While second-year Gabe Bugajski broke into the top 10 in 200-yard butterfly, 100-yard butterfly, and 50-yard free, he was topped by first-year Charles Byrd, who swam the third-fastest times in program history in the 1,650 yard free (16:42.22/14th) and the 500-yard free (4:45.52/11th) and the fourth-fastest 200-yard free (1:45.66/13th). Byrd joined Carlson and Ergish as the only Maroons to score in every individual race they competed in.

“We were pleasantly surprised with Charles,” Villarreal said, “and we can’t be happier for anybody than we are for Zach. The sky’s the limit for him. He’ll come back next year even stronger.”

Though he didn’t quite make the all-time lists, third-year Pat Seastedt still had some reason to celebrate. Hampered for much of the season by mono, Seastedt was one of the major individual contributors on the weekend with a fourth-place finish in the 100-yard breaststroke (59.65) and a seventh-place showing in the 200-yard breaststroke (2:16.30).

In relay events, the 800-yard free team (Carlson, Byrd, Ergish, and Kent in the anchor leg) gave it their all with a Chicago-record 7:03.62 mark but was pushed into fifth place against a powerful field. That would prove the best of any of the squads, as the 200- and 400-yard free and 200- and 400-yard medleys all finished sixth.

“The UAA just really proved again how strong and deep it is. Case was really strong this year, they deserve a lot of credit for having a really big meet,” Villarreal said. “Everyone was physically prepared to swim fast. Some of the younger guys may not have gotten their heads into this meet the way they needed to be. They know it’s a three-day meet, and they’re looking to hold onto something. We need to come up with a strategy to make them come out hungry. It’s the hardest thing in the world to come out hungry for a three-day meet. It’s a big meet, there’s a lot of pressure, and it took them a while to get into it.”

The team’s susceptibility to saving energy in the early races might have been exacerbated by the lack of experience as a group. This was the first road trip conference meet for the first- and second-years, who provided the bulk of the scoring for the Maroons.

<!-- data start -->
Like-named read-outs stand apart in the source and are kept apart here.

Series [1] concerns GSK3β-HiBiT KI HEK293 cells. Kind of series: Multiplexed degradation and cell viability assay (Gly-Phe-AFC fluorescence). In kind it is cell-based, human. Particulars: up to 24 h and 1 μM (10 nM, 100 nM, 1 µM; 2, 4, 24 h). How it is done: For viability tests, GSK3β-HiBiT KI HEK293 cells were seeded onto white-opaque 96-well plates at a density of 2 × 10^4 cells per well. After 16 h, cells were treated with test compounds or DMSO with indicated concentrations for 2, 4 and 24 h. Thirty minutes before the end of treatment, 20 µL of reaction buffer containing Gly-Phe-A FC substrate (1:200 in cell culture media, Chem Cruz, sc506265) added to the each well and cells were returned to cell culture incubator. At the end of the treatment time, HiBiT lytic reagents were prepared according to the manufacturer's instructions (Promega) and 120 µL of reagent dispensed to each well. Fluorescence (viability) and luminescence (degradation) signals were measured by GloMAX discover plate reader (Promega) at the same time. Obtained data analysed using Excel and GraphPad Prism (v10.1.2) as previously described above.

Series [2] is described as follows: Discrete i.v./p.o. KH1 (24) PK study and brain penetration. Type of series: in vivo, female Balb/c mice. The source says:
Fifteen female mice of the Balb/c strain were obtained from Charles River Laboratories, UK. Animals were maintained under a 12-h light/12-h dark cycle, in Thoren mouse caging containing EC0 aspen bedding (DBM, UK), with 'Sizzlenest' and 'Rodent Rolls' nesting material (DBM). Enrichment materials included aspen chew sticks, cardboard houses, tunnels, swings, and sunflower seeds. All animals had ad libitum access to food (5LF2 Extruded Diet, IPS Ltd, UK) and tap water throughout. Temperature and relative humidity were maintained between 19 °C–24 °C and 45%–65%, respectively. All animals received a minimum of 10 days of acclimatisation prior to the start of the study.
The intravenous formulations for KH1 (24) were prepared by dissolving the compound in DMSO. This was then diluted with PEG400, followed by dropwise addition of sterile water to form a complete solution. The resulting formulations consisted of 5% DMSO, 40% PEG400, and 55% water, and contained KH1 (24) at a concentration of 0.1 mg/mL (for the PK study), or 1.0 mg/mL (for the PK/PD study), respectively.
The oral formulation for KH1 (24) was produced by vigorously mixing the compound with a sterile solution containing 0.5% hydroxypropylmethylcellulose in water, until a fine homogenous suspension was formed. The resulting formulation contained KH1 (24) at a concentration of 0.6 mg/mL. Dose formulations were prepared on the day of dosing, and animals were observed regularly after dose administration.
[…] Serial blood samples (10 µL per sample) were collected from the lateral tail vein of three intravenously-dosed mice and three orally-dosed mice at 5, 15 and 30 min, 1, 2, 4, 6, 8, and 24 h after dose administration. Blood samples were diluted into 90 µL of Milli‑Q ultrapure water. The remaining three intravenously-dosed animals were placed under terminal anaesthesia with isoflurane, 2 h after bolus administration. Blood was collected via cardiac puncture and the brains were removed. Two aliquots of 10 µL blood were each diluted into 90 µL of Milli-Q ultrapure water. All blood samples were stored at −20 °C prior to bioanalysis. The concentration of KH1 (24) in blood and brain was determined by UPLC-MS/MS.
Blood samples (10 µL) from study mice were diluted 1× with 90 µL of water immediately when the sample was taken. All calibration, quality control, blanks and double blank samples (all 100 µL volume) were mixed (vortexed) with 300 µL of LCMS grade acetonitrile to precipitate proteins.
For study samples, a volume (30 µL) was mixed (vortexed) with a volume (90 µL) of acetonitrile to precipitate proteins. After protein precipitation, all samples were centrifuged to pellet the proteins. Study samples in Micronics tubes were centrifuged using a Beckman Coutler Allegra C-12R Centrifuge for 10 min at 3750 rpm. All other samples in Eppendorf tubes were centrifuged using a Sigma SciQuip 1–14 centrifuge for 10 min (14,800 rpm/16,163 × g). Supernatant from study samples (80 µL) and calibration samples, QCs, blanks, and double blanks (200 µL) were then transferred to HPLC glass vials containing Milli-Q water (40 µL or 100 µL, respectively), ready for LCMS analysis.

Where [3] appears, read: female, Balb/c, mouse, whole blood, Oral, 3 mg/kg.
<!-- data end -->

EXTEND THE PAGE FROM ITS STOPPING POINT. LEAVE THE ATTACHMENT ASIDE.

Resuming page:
“This gives them an idea of what they have to do for next year. We may have erred a little bit in thinking it wouldn’t be as deep as it was, and we need to tell them this year was not anomalous, these are the times you need to score,” Villarreal said.

“This weekend I saw that this team has a lot of talent and so much potential. With hard work and dedication, a higher place may be possible ,” Ergish said.

The league meet spelled the end of the line for most of the team. From here on in, the coaching staff will be focused on the individuals who will be competing at Nationals March 16 to 18. While no one is yet guaranteed a spot, Carlson’s time would have been good enough to get there last year.

Carlson, along with Ergish, Stabell, and several others, will compete again this weekend as Chicago hosts the last-chance Midwest Invitational Friday and Saturday. Carlson may attempt to better his chances at the NCAAs by going for qualifying marks in the 500-yard free and 400-yard I.M. Ergish would likely join him in the latter event, where he fell less than two seconds shy of the standard at UAAs, while Stabell will probably attempt to make it through in either the 50-yard free or the 100-yard butterfly.